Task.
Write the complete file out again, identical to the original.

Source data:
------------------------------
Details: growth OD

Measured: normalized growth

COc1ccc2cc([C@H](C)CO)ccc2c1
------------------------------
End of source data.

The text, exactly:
Details: growth OD

Measured: normalized growth

COc1ccc2cc([C@H](C)CO)ccc2c1